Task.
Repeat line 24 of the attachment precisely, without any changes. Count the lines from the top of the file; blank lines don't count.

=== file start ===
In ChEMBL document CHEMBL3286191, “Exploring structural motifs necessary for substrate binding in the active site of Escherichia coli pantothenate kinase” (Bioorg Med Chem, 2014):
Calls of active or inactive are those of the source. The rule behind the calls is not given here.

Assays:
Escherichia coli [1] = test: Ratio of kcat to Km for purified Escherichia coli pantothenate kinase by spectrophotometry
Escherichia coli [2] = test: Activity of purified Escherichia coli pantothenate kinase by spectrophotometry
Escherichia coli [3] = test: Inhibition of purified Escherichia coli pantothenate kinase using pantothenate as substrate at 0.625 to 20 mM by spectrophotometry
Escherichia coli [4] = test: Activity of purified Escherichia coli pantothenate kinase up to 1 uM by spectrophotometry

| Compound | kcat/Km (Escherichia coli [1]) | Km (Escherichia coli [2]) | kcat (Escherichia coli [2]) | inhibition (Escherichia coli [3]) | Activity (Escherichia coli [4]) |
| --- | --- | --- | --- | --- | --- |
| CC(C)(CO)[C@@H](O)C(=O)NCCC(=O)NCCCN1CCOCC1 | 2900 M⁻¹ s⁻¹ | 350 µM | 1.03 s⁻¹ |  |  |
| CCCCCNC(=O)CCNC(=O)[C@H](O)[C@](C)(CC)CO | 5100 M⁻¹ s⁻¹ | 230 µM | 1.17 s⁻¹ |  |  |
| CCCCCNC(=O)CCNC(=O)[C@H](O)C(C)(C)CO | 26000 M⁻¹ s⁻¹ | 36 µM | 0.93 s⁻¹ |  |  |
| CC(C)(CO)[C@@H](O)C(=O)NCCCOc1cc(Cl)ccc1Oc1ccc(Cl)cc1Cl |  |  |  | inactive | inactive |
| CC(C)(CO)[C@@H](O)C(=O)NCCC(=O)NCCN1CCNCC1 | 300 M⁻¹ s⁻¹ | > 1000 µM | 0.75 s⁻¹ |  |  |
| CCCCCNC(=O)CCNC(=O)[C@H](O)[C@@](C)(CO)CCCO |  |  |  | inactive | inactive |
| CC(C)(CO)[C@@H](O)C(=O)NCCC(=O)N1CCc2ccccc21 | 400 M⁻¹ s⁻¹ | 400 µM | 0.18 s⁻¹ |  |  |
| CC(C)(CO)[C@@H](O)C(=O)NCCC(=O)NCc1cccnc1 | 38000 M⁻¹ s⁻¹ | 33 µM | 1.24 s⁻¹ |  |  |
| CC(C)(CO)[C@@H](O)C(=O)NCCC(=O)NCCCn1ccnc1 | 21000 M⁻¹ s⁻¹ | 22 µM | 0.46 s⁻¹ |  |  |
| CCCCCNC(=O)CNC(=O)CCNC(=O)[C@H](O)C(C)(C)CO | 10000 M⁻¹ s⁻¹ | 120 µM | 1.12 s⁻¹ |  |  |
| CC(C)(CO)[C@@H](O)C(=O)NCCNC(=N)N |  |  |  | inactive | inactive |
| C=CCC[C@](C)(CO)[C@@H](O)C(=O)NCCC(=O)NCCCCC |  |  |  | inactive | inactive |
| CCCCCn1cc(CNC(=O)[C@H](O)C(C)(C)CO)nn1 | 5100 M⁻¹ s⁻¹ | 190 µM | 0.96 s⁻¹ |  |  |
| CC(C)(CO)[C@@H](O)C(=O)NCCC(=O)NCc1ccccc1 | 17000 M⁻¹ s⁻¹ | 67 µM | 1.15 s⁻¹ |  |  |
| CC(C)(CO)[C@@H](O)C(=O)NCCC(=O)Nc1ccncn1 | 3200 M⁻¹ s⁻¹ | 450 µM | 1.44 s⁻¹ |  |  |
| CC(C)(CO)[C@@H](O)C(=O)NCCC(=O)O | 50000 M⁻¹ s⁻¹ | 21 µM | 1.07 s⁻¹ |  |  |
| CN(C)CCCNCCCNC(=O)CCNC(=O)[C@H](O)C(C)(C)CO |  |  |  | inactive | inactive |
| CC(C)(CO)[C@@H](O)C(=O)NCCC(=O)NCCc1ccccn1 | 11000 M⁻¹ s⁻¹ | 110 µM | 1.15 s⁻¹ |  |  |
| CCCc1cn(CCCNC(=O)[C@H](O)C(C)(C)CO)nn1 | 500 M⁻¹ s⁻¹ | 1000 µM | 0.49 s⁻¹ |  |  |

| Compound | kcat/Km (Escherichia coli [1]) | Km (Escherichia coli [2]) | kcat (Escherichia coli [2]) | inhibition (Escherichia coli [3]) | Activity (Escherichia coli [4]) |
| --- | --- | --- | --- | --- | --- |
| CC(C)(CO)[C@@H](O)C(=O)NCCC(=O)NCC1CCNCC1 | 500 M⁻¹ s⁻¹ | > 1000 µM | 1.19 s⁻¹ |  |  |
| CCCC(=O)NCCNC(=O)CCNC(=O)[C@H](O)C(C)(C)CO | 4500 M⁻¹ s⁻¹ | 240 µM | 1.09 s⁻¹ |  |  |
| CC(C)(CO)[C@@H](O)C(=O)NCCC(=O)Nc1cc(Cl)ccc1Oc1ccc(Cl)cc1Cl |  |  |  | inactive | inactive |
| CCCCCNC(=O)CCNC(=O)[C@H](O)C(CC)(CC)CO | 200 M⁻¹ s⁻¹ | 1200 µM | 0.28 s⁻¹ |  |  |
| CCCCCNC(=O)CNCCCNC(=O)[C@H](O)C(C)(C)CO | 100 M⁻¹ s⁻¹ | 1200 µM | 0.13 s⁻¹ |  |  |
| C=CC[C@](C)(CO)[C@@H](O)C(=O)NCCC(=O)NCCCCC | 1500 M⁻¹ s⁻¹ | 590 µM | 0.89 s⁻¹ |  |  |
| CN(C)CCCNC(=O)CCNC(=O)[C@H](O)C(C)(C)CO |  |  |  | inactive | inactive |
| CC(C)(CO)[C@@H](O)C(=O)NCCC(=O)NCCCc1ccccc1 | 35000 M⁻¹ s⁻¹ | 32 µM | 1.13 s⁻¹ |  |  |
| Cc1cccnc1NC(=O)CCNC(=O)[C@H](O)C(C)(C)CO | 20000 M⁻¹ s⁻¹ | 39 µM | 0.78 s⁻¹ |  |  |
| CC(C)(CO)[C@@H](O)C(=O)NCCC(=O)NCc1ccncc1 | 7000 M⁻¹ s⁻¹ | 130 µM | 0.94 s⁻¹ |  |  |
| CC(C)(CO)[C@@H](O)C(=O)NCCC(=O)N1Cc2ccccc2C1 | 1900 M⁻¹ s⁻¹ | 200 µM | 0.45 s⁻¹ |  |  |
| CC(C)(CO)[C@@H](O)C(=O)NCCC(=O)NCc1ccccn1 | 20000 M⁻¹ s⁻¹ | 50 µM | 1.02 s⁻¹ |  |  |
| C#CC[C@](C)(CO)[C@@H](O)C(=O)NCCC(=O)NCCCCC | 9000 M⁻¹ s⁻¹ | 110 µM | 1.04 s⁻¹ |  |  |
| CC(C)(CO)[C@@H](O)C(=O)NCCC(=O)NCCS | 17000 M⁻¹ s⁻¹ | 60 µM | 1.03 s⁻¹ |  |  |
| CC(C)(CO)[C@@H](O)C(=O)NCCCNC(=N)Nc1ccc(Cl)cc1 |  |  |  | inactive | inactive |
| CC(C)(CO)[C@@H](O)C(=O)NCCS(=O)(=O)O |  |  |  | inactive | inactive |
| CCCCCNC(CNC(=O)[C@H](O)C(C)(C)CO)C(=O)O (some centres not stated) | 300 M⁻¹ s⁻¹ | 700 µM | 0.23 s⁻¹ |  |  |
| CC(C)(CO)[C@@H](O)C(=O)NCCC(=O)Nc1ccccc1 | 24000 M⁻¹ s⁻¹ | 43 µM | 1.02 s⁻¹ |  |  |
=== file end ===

| CC(C)(CO)[C@@H](O)C(=O)NCCC(=O)Nc1ccncn1 | 3200 M⁻¹ s⁻¹ | 450 µM | 1.44 s⁻¹ |  |  |